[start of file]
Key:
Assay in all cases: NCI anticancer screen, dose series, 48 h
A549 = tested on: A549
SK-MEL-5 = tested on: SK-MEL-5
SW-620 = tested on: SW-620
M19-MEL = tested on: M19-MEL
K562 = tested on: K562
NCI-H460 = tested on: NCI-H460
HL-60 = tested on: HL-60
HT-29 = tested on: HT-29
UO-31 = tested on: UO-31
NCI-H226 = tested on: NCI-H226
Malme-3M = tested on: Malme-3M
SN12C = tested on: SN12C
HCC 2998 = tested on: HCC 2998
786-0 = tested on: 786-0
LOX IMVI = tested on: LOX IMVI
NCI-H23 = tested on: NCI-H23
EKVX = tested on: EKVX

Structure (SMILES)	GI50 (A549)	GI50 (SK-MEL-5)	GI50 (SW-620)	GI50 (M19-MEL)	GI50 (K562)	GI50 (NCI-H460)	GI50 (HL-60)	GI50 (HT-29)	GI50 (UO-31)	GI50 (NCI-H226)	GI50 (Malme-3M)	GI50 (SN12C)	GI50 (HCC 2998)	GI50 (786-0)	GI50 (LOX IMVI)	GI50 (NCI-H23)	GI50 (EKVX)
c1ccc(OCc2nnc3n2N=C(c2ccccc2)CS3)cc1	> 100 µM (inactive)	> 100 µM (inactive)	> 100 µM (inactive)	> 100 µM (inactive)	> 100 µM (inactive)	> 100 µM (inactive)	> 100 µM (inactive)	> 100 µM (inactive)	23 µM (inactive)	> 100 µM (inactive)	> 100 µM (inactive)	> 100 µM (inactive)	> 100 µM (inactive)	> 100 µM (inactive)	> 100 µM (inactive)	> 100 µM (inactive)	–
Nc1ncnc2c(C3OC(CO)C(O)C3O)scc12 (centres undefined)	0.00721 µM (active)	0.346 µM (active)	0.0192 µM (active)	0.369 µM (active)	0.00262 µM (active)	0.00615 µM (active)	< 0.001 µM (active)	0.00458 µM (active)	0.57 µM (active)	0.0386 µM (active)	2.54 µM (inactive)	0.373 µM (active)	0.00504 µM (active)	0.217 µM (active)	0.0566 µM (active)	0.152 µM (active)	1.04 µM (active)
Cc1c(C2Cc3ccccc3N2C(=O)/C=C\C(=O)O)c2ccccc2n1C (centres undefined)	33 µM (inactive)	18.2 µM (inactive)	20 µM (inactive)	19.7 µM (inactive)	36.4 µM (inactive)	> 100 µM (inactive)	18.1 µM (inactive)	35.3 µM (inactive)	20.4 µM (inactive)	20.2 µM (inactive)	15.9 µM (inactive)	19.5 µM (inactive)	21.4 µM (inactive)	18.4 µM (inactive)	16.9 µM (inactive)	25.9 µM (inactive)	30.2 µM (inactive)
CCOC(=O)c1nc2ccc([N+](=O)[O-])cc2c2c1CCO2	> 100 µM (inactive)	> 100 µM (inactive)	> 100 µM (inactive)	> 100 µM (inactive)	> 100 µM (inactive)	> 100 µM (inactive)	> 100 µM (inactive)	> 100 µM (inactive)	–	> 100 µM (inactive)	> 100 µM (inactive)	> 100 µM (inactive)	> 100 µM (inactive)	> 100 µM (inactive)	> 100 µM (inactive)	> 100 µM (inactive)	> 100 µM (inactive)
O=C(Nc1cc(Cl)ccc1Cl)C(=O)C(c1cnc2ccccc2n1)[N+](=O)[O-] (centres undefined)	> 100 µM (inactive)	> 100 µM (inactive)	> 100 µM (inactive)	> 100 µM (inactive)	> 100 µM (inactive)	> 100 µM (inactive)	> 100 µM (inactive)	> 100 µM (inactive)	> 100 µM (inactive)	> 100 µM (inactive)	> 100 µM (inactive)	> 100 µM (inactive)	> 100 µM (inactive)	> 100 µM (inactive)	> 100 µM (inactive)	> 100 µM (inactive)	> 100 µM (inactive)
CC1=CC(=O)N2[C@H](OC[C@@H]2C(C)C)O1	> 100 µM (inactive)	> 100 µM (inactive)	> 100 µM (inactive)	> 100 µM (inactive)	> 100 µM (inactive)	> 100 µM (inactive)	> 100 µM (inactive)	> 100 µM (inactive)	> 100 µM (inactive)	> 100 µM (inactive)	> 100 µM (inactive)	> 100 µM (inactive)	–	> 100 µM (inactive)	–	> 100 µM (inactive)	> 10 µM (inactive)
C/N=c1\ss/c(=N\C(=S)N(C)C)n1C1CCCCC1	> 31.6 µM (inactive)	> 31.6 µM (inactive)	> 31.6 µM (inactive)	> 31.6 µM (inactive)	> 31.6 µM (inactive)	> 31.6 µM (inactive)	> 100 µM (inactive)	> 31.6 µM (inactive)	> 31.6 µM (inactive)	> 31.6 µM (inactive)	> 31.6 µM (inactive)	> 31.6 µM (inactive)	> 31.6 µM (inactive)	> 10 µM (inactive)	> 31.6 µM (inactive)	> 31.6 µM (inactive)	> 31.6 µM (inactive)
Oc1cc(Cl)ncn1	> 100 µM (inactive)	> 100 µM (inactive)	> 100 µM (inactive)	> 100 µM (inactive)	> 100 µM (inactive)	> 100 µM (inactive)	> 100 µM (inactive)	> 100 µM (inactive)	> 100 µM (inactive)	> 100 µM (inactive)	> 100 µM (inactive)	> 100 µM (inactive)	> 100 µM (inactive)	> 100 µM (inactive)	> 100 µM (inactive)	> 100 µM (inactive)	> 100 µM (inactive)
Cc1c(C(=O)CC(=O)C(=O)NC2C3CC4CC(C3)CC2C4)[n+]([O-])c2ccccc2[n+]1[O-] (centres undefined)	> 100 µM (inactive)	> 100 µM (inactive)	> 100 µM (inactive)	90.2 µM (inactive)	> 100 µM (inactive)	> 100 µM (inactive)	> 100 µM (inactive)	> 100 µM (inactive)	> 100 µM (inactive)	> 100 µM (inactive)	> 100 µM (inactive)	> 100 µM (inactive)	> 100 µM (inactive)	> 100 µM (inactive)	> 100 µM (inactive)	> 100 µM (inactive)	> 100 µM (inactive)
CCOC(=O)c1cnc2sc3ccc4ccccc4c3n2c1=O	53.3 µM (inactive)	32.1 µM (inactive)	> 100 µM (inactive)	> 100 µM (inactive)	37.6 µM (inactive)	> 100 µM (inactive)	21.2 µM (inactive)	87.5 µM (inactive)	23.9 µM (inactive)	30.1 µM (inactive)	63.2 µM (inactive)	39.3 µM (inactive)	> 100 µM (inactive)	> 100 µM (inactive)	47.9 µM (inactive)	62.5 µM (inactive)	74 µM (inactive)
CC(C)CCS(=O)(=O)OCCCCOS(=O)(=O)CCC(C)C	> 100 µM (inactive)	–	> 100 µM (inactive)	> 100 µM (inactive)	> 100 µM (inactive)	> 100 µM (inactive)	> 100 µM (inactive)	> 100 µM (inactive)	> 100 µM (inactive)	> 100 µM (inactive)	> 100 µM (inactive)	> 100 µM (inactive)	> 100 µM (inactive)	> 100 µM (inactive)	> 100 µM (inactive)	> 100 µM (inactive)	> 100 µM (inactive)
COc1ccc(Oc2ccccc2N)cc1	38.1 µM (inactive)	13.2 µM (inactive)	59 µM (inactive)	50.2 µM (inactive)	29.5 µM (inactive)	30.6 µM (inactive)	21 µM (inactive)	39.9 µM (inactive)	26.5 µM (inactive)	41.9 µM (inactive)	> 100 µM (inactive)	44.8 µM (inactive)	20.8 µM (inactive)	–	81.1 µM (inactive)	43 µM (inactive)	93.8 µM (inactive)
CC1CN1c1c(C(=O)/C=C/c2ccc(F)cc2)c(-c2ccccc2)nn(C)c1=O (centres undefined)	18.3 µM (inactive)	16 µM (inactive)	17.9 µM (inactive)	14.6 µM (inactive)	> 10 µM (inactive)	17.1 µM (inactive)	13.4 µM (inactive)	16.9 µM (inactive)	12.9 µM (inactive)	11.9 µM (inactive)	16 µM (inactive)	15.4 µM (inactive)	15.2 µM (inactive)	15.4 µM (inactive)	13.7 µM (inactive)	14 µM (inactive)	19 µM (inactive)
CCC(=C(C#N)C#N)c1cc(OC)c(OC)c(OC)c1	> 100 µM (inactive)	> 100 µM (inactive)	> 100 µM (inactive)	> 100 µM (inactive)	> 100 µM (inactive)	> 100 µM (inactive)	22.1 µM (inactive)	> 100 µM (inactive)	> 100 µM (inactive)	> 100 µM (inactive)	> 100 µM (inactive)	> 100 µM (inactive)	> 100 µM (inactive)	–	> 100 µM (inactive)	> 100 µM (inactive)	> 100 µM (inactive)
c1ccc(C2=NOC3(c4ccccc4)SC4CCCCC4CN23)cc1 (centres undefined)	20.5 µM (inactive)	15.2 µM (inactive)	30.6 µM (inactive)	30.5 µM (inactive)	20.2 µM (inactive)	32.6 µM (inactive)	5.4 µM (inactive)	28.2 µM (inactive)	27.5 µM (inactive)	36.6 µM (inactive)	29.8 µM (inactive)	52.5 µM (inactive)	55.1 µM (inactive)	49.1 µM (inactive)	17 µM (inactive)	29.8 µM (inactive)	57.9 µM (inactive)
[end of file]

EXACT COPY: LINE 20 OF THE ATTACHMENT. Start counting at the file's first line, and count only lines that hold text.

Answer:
Structure (SMILES)	GI50 (A549)	GI50 (SK-MEL-5)	GI50 (SW-620)	GI50 (M19-MEL)	GI50 (K562)	GI50 (NCI-H460)	GI50 (HL-60)	GI50 (HT-29)	GI50 (UO-31)	GI50 (NCI-H226)	GI50 (Malme-3M)	GI50 (SN12C)	GI50 (HCC 2998)	GI50 (786-0)	GI50 (LOX IMVI)	GI50 (NCI-H23)	GI50 (EKVX)